More than 28,000 Californians were signed up for health insurance in the first week of Affordable Care Act enrollment, which was more than expected, the state health exchange said.
Officials said the Covered California exchange increased thebandwidthforthe www.coveredca.com website, meaning it should be easier for local residents to enroll online.
After an Oct. 1 launch that was fraught with computer-system failures, the state health exchange was running more smoothly this week. The average wait time for consumers seeking assistance from the health exchange call centers was about four minutes, said Peter Lee, executive director of Covered California.
“Has it been perfect? Absolutely not,” Lee said during a press conference. Despite negative press, he characterized the first week of the historic enrollment opportunity as “pretty darn good.”
According to the exchange, applicants representing 16,311 households signed up for health plans offered through the government-run exchange and 27,305 had begun the application process.
In addition, 430 small businesses signed up for coverage for employees.
Lee estimated that 500,000 to 700,000 residents will enroll in coverage in the next six months. Residents need to enroll by Dec. 15 for coverage to begin Jan. 1. The signup period runs until March 31.
Covered California also loaded provider directories onto its Internet site, allowing consumers to see whether the doctors and hospitals they use accept the coverage.
In Stanislaus, San Joaquin and Merced counties, the health plans are offered by Anthem Blue Cross, Kaiser Permanente, Blue Shield and Health Net at four different coverage levels. The plans cover from 60 to 90 percent of medical costs.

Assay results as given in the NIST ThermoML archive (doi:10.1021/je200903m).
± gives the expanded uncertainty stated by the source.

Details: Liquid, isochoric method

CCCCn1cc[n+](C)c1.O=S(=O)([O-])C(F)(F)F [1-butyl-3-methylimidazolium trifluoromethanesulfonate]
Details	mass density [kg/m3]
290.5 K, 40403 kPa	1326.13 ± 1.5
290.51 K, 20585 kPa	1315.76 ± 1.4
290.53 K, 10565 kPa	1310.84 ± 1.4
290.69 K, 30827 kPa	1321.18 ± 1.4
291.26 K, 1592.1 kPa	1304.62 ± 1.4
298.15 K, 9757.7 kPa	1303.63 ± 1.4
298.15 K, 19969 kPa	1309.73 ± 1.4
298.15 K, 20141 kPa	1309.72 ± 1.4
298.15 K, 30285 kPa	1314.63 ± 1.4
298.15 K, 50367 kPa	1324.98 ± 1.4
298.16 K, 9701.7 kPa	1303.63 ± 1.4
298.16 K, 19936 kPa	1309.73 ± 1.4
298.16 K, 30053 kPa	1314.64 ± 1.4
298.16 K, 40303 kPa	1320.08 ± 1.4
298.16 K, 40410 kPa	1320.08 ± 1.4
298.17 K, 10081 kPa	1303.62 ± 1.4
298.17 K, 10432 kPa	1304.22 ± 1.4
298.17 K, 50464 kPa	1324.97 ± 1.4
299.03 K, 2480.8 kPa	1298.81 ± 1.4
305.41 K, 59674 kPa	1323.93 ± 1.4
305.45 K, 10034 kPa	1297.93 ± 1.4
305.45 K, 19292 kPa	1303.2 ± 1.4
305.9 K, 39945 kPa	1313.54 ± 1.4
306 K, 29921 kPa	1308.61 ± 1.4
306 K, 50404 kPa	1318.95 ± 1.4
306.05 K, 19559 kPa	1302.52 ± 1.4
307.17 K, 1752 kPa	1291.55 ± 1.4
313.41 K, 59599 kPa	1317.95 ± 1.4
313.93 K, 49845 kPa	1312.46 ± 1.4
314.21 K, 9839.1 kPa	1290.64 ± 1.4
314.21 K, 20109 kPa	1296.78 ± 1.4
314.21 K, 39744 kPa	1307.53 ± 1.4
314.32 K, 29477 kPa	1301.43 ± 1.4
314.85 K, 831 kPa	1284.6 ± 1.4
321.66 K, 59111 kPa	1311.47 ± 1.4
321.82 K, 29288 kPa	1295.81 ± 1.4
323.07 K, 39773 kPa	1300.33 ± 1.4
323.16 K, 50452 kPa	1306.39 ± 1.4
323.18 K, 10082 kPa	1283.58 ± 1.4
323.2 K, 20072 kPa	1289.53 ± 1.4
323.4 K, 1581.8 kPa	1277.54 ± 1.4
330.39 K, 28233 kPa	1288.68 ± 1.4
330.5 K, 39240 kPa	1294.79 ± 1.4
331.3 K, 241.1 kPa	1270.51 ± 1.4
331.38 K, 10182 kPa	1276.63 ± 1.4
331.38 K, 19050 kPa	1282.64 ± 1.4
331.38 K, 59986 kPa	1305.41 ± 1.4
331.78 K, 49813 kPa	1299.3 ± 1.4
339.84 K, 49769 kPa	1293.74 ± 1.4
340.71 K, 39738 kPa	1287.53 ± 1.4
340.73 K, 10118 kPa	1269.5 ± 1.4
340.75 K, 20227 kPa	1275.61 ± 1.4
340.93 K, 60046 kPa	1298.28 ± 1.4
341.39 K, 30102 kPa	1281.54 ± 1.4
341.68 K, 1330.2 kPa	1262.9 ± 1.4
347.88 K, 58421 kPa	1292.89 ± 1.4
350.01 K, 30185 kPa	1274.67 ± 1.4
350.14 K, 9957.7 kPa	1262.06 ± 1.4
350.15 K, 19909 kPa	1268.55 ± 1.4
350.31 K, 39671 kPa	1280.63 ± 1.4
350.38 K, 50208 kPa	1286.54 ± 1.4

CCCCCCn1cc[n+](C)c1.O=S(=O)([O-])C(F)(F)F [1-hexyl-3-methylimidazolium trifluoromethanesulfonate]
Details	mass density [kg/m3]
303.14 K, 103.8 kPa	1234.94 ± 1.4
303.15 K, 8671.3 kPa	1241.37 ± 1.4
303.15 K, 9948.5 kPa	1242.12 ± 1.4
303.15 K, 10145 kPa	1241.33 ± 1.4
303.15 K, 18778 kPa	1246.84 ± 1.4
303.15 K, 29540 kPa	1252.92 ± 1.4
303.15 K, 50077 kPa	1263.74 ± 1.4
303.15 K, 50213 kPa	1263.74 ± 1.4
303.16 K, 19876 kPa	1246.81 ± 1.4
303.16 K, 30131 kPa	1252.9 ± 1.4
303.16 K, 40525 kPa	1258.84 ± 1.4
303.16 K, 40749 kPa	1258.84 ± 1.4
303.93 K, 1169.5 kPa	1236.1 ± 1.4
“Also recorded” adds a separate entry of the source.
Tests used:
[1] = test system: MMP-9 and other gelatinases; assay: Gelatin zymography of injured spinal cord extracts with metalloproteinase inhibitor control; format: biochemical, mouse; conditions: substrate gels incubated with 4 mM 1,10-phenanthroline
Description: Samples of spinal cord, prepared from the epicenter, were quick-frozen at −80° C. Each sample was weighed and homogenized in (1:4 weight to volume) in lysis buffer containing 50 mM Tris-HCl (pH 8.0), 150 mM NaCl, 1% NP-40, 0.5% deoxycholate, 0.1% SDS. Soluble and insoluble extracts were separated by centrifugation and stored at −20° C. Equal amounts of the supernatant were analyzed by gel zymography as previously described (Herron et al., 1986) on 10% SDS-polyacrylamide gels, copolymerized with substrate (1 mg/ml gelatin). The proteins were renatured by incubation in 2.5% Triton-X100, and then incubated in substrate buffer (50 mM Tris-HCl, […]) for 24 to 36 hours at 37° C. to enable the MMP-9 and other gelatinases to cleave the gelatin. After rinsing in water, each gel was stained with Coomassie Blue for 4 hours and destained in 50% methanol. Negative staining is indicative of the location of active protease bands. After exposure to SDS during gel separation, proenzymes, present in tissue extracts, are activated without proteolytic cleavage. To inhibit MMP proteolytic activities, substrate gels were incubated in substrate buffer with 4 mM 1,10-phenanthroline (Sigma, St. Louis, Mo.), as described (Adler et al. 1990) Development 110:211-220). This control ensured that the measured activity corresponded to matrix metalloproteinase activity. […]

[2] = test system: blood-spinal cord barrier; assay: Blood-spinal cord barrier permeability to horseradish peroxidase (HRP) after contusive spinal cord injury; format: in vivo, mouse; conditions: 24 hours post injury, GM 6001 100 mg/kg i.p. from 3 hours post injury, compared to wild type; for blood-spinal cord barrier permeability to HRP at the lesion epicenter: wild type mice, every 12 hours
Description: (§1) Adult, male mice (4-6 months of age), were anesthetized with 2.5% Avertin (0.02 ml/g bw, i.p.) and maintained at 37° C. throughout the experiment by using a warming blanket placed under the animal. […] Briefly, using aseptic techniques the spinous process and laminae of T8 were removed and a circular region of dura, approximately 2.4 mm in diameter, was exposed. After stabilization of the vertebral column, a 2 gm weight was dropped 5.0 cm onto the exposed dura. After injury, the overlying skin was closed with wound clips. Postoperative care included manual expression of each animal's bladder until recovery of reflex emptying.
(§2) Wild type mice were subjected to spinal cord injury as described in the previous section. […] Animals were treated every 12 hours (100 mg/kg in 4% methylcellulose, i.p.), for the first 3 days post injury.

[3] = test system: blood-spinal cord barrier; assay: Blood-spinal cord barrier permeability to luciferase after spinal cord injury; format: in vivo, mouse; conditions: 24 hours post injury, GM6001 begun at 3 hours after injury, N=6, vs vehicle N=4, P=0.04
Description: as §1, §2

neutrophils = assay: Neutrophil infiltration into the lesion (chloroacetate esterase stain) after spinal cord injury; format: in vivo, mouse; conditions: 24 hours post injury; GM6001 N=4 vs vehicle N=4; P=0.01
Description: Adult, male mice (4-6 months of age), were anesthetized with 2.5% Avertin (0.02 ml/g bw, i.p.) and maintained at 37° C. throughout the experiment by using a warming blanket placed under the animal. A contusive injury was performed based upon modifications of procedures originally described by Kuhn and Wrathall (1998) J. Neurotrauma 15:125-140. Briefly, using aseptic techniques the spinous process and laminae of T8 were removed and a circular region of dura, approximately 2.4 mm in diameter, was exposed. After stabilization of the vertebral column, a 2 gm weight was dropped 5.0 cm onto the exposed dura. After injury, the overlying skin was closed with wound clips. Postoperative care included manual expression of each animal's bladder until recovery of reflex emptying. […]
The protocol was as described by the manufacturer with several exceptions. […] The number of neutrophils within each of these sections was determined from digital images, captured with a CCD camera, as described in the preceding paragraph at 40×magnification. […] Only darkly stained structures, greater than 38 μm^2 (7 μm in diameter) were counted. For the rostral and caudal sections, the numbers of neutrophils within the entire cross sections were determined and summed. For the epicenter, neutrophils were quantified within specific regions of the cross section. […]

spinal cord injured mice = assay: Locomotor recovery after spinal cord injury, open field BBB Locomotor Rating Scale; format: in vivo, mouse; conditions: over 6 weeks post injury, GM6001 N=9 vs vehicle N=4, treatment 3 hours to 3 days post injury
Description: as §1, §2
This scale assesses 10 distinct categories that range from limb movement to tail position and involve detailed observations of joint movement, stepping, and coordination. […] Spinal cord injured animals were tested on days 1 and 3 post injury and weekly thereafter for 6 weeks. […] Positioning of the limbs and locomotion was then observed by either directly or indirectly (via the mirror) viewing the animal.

Plans with higher monthly premiums have lower out-of-pocket expenses; those with the lowest premiums have maximum out-of-pocket expenses of $6,350 per person or $12,700 per family.
Covered California officials said some uninsured people were eligible for subsidies that will lower their monthly premiums to $10 or less. For example, Paul Torrigino, a 57-year-old pensioner from Sacramento, told reporters he qualified for tax credits that will reduce his premium to $1a month.
Stories about people getting virtually free insurance through the exchange caused local conservatives to bristle.
“The people who work are going to be subsidizing the ones who don’t work,” said county Supervisor Jim DeMartini, chairman of the Republican Central Committee of Stanislaus County. “It’s a bad system for America. The federal government has no business being in the insurance business.”
Single adults earning between $15,860 and $45,960 are eligible for tax credits to lower premiums, and subsidies are available for four-member families with income between $32,500 and $94,200 a year. For example, a 40-year-old man in Stanislaus County earning $17,000 ayear can purchase a plan covering 70 percent of bills for $31 a month. Monthly costs for the same plan are $94 for a 40-year-old making $22,000 a year and $166 for a person earning $28,000.
Bee staff writer Ken Carlson can be reached at email@example.com or (209) 578-2321.